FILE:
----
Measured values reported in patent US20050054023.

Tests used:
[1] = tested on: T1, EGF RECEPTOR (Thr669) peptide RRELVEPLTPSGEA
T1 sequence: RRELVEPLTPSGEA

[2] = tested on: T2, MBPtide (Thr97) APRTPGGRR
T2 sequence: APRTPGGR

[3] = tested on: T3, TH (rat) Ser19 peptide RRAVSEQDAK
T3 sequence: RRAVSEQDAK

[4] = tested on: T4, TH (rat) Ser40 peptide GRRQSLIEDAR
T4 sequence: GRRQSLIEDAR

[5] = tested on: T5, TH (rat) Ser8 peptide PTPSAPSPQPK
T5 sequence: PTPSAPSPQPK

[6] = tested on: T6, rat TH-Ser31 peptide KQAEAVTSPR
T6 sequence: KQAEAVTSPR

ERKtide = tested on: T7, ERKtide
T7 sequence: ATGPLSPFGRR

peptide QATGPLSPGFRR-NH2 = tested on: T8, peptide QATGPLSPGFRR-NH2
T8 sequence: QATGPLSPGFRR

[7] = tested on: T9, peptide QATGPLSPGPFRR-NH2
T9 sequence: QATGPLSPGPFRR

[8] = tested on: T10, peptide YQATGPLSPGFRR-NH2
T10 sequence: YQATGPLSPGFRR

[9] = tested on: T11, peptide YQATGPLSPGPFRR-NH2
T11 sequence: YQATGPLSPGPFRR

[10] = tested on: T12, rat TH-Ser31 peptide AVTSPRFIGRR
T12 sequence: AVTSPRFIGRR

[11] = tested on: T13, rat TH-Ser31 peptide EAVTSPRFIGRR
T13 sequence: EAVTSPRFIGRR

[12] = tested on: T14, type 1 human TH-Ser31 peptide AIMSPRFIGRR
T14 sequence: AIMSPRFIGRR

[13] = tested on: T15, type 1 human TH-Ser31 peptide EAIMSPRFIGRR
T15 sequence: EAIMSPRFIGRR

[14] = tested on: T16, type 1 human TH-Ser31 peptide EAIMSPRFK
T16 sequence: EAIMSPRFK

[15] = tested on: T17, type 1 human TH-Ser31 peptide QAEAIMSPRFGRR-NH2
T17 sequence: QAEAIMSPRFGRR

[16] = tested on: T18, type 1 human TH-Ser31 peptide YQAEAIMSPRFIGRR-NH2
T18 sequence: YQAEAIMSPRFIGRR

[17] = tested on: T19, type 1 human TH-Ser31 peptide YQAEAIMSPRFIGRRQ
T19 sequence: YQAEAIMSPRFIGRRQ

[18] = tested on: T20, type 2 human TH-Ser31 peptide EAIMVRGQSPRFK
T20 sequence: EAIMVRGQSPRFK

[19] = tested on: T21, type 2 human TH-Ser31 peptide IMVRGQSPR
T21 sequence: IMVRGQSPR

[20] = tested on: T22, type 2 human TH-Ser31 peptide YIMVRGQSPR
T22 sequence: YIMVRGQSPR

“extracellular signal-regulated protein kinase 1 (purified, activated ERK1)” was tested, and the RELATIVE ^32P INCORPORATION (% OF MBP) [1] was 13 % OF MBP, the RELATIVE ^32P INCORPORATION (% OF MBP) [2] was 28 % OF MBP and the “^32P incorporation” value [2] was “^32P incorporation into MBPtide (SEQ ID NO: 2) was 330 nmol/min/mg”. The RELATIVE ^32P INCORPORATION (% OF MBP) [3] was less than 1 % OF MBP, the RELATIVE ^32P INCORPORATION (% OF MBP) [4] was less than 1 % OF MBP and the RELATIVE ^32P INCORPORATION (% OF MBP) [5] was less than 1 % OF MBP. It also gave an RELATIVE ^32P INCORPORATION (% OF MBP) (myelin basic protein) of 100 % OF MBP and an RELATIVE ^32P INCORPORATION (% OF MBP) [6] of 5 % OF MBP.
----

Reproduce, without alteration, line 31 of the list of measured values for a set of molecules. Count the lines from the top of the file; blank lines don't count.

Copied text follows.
[13] = tested on: T15, type 1 human TH-Ser31 peptide EAIMSPRFIGRR